ADD COMMENTlink written 3.2 years ago by Dan Gaston6.8k
2

Yes, I do expect that some institutions will block that traffic because it has a bad reputation. I don't know how prevalent that is. It will probably vary even within organizations, time will allow us to get a sense of that. Bittorrent is the simplest and most effective way to share large datasets and we have to start using it for legitimate reasons to erase the stigma.

If we can provide the level of utility that makes scientists make their needs clear their IT will adapt to that. 

As for integrating with other sites sadly I haven't heard of it BioTorrents so never reached out to them (though I have know of AcademicTorrents) Looks like BioTorrents has been published in PLoS CompBio: http://www.plosone.org/article/info%3Adoi%2F10.1371%2Fjournal.pone.0010071

I am open to any kind of collaboration though.

 

ADD REPLYlink modified 3.2 years ago • written 3.2 years ago by Istvan Albert ♦♦ 73k

Yes BioTorrents was published. Morgan Langille is now a new faculty member here at the same University I am at and we have worked together in the past. I would be happy to point him to this and see if he is interested. I am not sure how much he still actively works with BioTorrents. Our University at least monitors for bittorrent traffic on the network and getting caught results in a loss of network privileges. 

ADD REPLYlink written 3.2 years ago by Dan Gaston6.8k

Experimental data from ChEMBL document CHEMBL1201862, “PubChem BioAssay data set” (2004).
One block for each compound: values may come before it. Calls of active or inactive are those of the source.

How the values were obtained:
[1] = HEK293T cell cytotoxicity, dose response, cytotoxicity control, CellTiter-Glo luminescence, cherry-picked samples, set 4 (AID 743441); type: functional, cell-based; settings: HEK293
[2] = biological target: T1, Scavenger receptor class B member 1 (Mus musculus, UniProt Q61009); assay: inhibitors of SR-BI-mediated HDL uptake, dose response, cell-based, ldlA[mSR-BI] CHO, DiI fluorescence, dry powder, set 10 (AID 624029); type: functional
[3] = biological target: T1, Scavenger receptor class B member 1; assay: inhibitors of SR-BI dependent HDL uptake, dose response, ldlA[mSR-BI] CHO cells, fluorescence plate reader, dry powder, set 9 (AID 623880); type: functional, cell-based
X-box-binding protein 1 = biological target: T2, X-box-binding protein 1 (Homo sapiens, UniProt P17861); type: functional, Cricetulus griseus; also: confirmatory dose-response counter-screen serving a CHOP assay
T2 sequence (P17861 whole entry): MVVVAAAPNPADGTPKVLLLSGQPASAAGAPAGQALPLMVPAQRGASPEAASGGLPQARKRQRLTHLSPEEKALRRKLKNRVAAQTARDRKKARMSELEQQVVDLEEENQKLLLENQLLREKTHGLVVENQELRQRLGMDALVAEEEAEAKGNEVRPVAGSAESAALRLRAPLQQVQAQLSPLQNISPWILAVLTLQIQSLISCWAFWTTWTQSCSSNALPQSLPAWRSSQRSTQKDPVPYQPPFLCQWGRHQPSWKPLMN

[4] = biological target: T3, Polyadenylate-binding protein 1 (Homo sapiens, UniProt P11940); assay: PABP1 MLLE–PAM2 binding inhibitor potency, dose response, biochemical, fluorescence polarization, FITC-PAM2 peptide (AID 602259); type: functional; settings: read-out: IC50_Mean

IT infrastructure and network problems can be solved easily when there is a will. The need to share data is on the rise and academic IT has to react soon. I doubt there is now a better solution to it than this one.

Banning whole bittorent protocol because of piracy is like banning http because of porn.

ADD REPLYlink modified 3.2 years ago • written 3.2 years ago by martenson380
2
gravatar for Roman Valls Guimerà
3.1 years ago by
Stockholm
Roman Valls Guimerà480 wrote:

I just heard at a conference that a big institution such as Max Planck blocks bittorrent traffic. I'm not sure if this has been brainstormed before, but I just had two features on that line that might be interesting to explore:

 

1) Provide an optional VPN service to BioStar users (crowdfunded?) and/or refer to third party services to circumvent institutional network restrictions.

2) Have a google maps overlay on the institutions that block legit bittorrent traffic.

 

Thoughts?

ADD COMMENTlink written 3.1 years ago by Roman Valls Guimerà480
1

It is definitely a problem with no easy solution at hand - you know maybe the answer is a new simple http based protocol that works like BitTorrent and we come up and define it. Thing is, it is not all that complicated.